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A Hero’s Death
The Epic of Gilgamesh is the earliest recorded heroic saga. Put down to tablet in the cradle of civilization, Mesopotamia. In tells of the tyrannical, yet mighty King, Gilgamesh. He wasn’t like other men, being two thirds divine, he had legs that were nine feet long and muscle like rock.
There’s a certain power that comes with the ancient, heroic saga. They offer a taste of real human nature. Not the fantasy crap we get in modern culture and superheroes. They also reveal what it means to be heroic, to be a man in nature, as well as offer us glimpses of a forgotten primeval world.
The massive king had nine feet long legs. Is he some man giant hybrid? Is his eternal fren, Enkidu, half Neanderthal? Also, the epic speaks of a flood like the biblical flood. Did the Christians get the idea of the flood from the Sumerians?
Modern culture is filled with weak men afraid of death.
“Men” are stacking vaccines to save themselves from wuhan flu like Rich Piana stacked his shear natural talent to build muscle. They’re so afraid of dying alone in a hospital they’ve forsaken life entirely. Now — I too, don’t want to die in the longhouse, but like a man with an ounce of common sense, I choose to trust in tried and true ways of fighting disease. Sun and steel.
Early on in Gilgamesh, the king makes a powerful call to action to his fren Enkidu to go with him to slay the Guardian of the Cedar Forest, Humbaba the Terrible. Gilgamesh understands his mortality and he wants to leave his mark on the world by vanquishing the monster. Enkidu however, wants no part in this quest, believing they won’t succeed.
Gilgamesh — through shear strength of will — convinces Enkidu to join him. They travel to the forest, a journey taking six days. Each night, a ritual to their victory is performed by Enkidu and each night Gilgamesh awakens in terror from a vision. Enkidu interprets each nightmare vision as a sign leading to their victory.
When they finally reach the forest, Enkidu loses his resolve and wants to return to their city in shame as a coward. Gilgamesh talks him through it, but he too almost falters at the entrance to Humbaba’s den. This time Enkidu talks him through it and they face the guardian together.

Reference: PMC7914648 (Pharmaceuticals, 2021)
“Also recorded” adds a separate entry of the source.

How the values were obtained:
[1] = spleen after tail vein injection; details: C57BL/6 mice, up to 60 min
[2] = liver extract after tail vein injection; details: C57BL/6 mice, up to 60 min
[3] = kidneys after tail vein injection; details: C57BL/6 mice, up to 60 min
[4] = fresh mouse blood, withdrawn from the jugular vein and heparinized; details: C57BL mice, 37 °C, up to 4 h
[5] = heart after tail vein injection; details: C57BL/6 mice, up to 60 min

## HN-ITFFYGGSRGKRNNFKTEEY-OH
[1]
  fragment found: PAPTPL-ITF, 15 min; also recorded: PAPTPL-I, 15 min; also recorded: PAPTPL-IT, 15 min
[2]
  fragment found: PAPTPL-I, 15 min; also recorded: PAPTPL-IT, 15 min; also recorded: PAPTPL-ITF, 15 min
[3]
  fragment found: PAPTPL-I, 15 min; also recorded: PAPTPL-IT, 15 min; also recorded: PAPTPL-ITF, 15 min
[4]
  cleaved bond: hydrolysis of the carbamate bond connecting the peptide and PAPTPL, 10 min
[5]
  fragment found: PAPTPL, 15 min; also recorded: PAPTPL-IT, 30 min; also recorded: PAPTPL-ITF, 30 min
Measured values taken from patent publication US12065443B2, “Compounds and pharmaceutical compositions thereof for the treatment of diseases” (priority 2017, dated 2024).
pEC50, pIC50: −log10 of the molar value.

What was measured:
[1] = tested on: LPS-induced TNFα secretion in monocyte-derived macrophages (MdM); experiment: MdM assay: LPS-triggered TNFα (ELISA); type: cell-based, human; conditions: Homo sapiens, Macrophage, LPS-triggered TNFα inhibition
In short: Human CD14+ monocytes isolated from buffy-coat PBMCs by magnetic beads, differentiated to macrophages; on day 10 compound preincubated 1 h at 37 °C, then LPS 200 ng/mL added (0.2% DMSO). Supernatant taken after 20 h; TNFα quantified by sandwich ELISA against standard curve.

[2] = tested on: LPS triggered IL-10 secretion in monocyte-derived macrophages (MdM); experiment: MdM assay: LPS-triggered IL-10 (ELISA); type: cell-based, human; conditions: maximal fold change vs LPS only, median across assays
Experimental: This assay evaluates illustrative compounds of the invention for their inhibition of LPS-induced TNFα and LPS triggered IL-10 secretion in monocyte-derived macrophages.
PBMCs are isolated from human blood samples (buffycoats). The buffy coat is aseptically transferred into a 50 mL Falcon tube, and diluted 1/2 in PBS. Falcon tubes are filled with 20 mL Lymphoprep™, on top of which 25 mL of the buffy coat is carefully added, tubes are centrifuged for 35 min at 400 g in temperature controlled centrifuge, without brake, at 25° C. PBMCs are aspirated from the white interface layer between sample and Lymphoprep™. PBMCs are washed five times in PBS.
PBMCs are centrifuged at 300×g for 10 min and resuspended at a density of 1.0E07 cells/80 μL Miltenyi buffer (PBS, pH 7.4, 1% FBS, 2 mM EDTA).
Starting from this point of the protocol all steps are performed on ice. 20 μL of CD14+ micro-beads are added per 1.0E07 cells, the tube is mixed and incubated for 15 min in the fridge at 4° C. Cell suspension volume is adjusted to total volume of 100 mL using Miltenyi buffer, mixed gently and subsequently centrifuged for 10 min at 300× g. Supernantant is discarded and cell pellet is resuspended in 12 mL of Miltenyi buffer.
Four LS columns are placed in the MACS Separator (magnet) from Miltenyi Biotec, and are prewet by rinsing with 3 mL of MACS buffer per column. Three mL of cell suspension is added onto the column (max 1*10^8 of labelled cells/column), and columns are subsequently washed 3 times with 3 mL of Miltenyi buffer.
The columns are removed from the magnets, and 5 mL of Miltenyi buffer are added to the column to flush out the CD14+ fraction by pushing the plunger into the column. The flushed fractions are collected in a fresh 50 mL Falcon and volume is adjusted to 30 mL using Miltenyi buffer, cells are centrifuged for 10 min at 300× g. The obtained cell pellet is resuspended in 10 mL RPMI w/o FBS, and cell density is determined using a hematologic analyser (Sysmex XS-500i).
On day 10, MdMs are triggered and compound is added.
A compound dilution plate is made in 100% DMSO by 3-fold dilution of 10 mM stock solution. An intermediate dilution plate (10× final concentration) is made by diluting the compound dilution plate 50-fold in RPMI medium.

This part of the epic perfectly depicts the human condition. How often do men talk tough before a fight, only to encounter terrible fear before the battle, to find themselves face to face with cowardice? In the Iliad, warlords spent much time coaxing their men to action by appealing to their honor by questioning their courage.
No man wants to called a coward. Like true frens, Gilgamesh and Enkidu protect each other’s honor. Their tale however, isn’t like the superhero movies we’ve grown accustomed to. The soy mind wouldn’t be able to appreciate this epic.
Part of the power of the Epic of Gilgamesh is the journey of Gilgamesh.
The hero’s journey is well known, but the journey of Gilgamesh though it shares some similarities does not offer any satisfaction. I would argue however, it coincides with the pursuit of the Great Work.
Most men aren’t acquainted with death. They think they’ll live forever(even as they under no one does). There’s no attention spent to how they’ll leave their mark on the world. It’s just mindless comfort seeking degeneracy. This is what makes Gilgamesh’s strong desire to face Humbaba so powerful in the modern age.
It’s not that Humbaba is some threat to Uruk, Gilgamesh’s kingdom. He’s not terrorizing the city’s inhabitants like Grendel in Beowulf. He’s the Guardian of the Cedar Forest. This is purely Gilgamesh seeking immortal glory. Wanting some way to leave his legacy behind, to be remembered.
This ninnie society would scoff at this, but ancient heroes would understand the emotions of Gilgamesh in the blood.
Gilgamesh is far from the superhero archetype. In the beginning, he’s a tyrant king who puts the men under him into indentured servitude and lays claim to virginity of all the females under his rule. He does however, become a benevolent king by the end of the epic.
His journey to find eternal life is striking. Unlike Herakles who is purified and made into a god at death, everlasting life is denied to Gilgamesh by the gods. He meets the last man to be made immortal at the edge of the world, Utnapishtim, who survived the great flood that wiped out mankind.
This immortal gives Gilgamesh a chance to become a god. But to do this he must stay awake for seven days. Gilgamesh fails terribly. He must return to Uruk ragged, old, and mortal, but his epic however…